DOI: 10.3390/land12122172 ISSN: 2073-445X

Wildfire Risk Assessment for Strategic Forest Management in the Southern United States: A Bayesian Network Modeling Approach

Sandhya Nepal, Lars Y. Pomara, Nicholas P. Gould, Danny C. Lee
  • Nature and Landscape Conservation
  • Ecology
  • Global and Planetary Change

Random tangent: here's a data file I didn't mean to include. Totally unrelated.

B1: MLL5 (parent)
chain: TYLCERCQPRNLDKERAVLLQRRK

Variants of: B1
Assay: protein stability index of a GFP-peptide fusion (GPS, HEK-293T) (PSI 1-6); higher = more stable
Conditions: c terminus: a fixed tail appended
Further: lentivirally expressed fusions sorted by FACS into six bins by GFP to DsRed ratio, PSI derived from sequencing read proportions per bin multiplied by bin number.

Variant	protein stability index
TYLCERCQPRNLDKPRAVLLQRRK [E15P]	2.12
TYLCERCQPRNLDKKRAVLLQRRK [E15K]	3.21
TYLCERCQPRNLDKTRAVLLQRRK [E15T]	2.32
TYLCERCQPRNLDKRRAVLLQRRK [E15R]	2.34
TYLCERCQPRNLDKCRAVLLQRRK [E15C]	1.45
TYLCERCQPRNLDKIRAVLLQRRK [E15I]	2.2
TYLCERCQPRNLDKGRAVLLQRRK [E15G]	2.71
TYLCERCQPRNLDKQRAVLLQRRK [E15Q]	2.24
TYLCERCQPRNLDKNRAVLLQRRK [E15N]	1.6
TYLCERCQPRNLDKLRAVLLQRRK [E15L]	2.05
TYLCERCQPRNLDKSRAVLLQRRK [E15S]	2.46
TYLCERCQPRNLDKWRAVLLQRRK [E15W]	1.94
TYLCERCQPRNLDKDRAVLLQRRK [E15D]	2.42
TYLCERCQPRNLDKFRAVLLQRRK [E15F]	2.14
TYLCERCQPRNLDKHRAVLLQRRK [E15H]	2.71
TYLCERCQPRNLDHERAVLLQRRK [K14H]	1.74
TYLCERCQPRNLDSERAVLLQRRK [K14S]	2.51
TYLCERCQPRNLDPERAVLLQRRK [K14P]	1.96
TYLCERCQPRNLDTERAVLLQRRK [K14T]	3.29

Wildfire occurrences have increased and are projected to continue increasing globally. Strategic, evidence-based planning with diverse stakeholders, making use of diverse ecological and social data, is crucial for confronting and mitigating the associated risks. Prescribed fire, when planned and executed carefully, is a key management tool in this effort. Assessing where prescribed fire can be a particularly effective forest management tool can help prioritize efforts, reduce wildfire risk, and support fire-resilient lands and communities. We collaborated with expert stakeholders to develop a Bayesian network model that integrated a large variety of biophysical, socioecological, and socioeconomic spatial information for the Southeastern United States to quantify where risk is high and where prescribed fire would be efficient in mitigating risk. The model first estimated wildfire risk based on landscape-scale interactions among the likelihoods of fire occurrence and severity and the people and resources potentially exposed—accounting for socioeconomic vulnerabilities as well as key ecosystem services. The model then quantified the potential for risk reduction through prescribed fire, given the existing fuel load, climate, and other landscape conditions. The resulting expected risk estimates show high risk concentrated in the coastal plain and interior highland subregions of the Southern US, but there was considerable variation among risks to different ecosystem services and populations, including potential exposure to smoke emissions. The capacity to reduce risk through fuel reductions was spatially correlated with risk; where these diverged, the difference was largely explained by fuel load. We suggest that both risk and the capacity for risk reduction are important in identifying priorities for management interventions. The model serves as a decision support tool for stakeholders to coordinate large-landscape adaptive management initiatives in the Southern US. The model is flexible with regard to both empirical and expert-driven parameterizations and can be updated as new knowledge and data emerge. The resulting spatial information can help connect active management options to forest management goals and make management more efficient through targeted investments in priority landscapes.

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